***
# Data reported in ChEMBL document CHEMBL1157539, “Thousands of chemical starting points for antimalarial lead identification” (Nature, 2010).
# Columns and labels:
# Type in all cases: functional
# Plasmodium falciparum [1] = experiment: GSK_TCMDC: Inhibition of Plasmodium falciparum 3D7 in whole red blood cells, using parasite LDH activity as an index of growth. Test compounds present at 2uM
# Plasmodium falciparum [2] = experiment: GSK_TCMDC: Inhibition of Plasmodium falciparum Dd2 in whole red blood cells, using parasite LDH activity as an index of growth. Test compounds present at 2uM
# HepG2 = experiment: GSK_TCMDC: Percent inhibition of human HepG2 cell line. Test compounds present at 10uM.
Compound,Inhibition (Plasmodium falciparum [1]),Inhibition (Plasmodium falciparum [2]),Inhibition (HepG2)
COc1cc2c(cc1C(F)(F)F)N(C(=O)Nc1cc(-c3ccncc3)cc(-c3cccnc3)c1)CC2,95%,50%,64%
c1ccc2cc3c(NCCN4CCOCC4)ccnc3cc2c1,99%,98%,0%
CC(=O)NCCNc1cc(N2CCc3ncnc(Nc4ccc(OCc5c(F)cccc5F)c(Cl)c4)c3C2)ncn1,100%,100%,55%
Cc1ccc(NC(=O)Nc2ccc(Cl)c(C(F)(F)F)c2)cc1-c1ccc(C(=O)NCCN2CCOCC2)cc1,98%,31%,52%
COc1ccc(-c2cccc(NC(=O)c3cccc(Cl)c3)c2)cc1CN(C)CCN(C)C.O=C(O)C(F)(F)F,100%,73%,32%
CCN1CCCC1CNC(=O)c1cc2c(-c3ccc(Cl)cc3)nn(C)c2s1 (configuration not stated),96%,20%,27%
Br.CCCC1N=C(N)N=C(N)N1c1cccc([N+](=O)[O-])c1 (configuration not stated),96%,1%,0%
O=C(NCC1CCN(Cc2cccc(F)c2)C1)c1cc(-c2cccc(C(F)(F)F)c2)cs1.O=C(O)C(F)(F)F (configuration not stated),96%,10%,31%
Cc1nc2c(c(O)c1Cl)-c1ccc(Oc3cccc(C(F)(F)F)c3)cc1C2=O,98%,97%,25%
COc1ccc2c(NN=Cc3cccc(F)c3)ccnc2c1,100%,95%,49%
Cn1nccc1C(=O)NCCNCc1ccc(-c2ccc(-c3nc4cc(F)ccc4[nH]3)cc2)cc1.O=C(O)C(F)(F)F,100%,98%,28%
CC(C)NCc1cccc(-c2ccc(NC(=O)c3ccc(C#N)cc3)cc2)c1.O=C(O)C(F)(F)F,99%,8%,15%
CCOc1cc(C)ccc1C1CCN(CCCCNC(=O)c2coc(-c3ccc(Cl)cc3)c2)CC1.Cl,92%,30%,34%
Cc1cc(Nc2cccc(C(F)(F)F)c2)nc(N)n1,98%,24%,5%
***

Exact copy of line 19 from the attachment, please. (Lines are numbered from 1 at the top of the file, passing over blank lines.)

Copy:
CC(C)NCc1cccc(-c2ccc(NC(=O)c3ccc(C#N)cc3)cc2)c1.O=C(O)C(F)(F)F,99%,8%,15%